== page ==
Save Your Home Through Chapter 13 Bankruptcy
Our Attorney Tells You How to Avoid Foreclosure
What is foreclosure? Are you facing foreclosure? Are you scared that your lender could force you out of your home? Have you made mortgage payments only to fall behind due to unemployment, divorce or illness? After you get Chapter 13 bankruptcy explained to you, you may find this option will work best for your situation.
You should know that you could save your home through Chapter 13 bankruptcy. Start laying a foundation for your future; protect your family and your property through bankruptcy.
Fortunately, Kevin Judd is a Chapter 13 bankruptcy attorney with nearly 20 years of experience helping residents save their homes. Take advantage of our free consultation and get Chapter 13 bankruptcy explained to you now.
The “Automatic Stay” Prevents a Lender From Taking Action
One of the best ways a homeowner can get foreclosure relief is through Chapter 13 bankruptcy. A bankruptcy generates an automatic stay that prevents creditors from taking action against you to collect debts. Chapter 13 bankruptcy lasts anywhere from three to five years, during which you will catch up on your past due mortgage payments while continuing to make your ongoing mortgage payments. A Chapter 13 bankruptcy also affords you the opportunity catch up on past due property taxes.
If a foreclosure is imminent, an attorney will be able to provide you with the best advice about when to file for bankruptcy based on your past income, your current income and the urgency of your foreclosure situation.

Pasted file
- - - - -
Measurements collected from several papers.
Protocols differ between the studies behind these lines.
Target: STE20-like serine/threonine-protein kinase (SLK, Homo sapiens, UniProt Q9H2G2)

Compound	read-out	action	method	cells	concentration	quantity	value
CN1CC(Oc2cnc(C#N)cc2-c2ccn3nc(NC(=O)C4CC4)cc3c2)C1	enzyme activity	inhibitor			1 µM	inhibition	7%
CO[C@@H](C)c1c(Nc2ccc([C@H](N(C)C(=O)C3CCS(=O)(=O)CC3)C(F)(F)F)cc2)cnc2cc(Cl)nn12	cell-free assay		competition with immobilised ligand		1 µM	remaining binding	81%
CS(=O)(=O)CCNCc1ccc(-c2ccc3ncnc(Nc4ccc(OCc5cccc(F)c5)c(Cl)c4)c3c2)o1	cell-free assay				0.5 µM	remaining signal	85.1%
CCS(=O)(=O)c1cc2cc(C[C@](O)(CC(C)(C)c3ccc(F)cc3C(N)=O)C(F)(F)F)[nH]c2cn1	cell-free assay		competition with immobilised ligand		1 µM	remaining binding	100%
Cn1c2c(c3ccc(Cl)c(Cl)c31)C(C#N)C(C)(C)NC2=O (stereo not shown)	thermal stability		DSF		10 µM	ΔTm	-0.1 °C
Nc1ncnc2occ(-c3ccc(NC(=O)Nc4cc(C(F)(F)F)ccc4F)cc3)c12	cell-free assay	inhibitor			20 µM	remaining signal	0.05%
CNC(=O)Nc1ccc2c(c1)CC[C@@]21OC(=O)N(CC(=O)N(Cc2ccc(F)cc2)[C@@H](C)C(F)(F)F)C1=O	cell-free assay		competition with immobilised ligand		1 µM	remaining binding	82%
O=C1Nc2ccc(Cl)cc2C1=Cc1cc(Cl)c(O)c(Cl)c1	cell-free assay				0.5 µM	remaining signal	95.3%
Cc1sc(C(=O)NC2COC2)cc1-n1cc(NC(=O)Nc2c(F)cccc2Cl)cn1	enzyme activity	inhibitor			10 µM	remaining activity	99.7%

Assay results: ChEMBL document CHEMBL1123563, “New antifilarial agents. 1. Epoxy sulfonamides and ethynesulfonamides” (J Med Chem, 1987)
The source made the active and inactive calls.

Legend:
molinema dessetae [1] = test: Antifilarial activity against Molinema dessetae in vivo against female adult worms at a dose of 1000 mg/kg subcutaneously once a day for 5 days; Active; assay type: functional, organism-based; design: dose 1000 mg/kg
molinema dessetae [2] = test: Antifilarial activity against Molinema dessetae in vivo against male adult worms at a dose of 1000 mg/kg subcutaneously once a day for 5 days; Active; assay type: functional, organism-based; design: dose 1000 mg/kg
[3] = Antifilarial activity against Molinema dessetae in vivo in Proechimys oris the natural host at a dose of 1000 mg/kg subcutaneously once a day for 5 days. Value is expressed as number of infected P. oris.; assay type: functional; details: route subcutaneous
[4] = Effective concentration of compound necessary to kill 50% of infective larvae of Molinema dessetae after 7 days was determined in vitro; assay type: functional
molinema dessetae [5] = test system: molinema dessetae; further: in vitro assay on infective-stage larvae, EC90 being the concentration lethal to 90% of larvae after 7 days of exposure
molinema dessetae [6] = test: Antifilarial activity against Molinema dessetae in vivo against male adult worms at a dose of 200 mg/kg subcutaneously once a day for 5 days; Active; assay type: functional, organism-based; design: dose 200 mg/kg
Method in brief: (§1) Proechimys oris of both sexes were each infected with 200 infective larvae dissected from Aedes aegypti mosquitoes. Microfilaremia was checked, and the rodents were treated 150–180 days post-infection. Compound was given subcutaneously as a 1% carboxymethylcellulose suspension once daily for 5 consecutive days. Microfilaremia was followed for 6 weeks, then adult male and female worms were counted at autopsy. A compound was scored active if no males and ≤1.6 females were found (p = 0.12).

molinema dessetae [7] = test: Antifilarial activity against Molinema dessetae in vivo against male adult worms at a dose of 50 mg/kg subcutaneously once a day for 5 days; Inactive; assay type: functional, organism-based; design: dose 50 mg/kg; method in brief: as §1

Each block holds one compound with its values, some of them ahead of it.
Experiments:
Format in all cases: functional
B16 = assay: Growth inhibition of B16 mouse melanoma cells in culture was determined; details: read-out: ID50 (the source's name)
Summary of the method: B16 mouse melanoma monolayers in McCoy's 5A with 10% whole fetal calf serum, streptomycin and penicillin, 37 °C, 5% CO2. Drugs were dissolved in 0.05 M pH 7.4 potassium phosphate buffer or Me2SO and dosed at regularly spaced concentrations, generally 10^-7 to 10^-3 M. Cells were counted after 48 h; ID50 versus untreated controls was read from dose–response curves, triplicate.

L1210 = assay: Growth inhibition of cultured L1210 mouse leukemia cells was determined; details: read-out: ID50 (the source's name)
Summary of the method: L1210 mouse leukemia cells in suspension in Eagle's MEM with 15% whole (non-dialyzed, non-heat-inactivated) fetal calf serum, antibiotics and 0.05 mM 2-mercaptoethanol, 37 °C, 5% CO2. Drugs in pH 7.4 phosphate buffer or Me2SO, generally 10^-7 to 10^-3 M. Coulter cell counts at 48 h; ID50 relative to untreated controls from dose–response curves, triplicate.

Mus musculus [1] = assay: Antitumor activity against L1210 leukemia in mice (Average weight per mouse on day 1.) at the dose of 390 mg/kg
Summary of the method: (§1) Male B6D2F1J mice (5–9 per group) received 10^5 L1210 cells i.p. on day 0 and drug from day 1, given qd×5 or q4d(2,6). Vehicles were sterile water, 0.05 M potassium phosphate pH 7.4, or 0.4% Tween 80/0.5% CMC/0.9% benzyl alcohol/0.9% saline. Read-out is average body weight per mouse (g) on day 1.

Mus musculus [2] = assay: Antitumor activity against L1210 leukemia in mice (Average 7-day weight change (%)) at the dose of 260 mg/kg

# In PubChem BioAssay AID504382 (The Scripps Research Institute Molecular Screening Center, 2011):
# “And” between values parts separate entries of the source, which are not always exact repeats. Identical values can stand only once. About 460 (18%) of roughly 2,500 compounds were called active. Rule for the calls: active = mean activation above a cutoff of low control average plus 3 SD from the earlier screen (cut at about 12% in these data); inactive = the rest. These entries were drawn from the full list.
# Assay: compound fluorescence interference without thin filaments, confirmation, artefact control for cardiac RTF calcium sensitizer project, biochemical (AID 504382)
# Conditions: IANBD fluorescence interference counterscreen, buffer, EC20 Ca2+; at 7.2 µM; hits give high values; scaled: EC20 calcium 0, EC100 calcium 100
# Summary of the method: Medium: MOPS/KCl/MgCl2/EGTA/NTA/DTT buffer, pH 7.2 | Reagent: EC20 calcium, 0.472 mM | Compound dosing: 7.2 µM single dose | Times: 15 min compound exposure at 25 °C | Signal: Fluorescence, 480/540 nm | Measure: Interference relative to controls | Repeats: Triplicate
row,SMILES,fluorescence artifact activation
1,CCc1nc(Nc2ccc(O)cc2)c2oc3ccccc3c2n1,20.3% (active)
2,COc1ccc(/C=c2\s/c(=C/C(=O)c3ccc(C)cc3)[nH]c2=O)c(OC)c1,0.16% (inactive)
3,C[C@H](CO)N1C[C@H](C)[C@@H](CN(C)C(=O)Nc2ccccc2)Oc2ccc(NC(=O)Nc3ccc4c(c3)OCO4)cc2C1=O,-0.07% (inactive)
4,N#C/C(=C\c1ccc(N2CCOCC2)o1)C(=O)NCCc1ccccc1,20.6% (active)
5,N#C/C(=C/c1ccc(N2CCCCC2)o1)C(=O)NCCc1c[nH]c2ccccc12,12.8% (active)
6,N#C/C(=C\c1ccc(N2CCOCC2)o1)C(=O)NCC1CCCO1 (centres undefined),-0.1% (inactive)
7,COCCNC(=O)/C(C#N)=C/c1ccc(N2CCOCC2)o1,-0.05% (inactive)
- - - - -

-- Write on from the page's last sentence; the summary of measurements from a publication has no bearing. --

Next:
What is a Chapter 13 Lien Strip?
Another way a Chapter 13 bankruptcy can help a homeowner is through a “lien strip”. While it may seem impossible for a homeowner to escape debt, there are ways to discharge second or third mortgages, often called “junior mortgages,” through Chapter 13 bankruptcy. This process is known as a lien strip. To obtain a lien strip, a person must:
- Qualify for a Chapter 13 discharge. Our attorney can let you know whether you qualify. If you filed bankruptcy before, you may not qualify for a Chapter 13 discharge if your previous bankruptcy was too recent.
- Have enough regular income to meet repayment obligations. If you do not have enough money left over after your secured obligations, you may be eligible for a Chapter 7 bankruptcy.
- Be current on your income tax filings. You must have filed all your taxes before you can file bankruptcy.
- Prove that the balance due on your main mortgage loan is greater than the value of the home. For example, if your home is worth $100,000 and you owe $105,000 on your first mortgage and $15,000 on a home equity loan, you can strip the home equity loan if you meet all the other requirements, because your house is worth less than the balance due on your first mortgage.
Take advantage of our free consultation to get Chapter 13 bankruptcy explained to you now. Maryland and Washington DC bankruptcy lawyer Kevin D. Judd will help you finds ways to save your home. Unless you want a bank to take control of your home, the worst thing you can do is not take action. Contact our law firm now for more information.